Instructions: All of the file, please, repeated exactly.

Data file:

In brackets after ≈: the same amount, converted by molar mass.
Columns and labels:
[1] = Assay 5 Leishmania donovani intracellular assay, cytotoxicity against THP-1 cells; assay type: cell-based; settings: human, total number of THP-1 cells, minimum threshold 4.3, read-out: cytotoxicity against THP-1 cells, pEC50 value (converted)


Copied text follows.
In brackets after ≈: the same amount, converted by molar mass.
Columns and labels:
[1] = Assay 5 Leishmania donovani intracellular assay, cytotoxicity against THP-1 cells; assay type: cell-based; settings: human, total number of THP-1 cells, minimum threshold 4.3, read-out: cytotoxicity against THP-1 cells, pEC50 value (converted)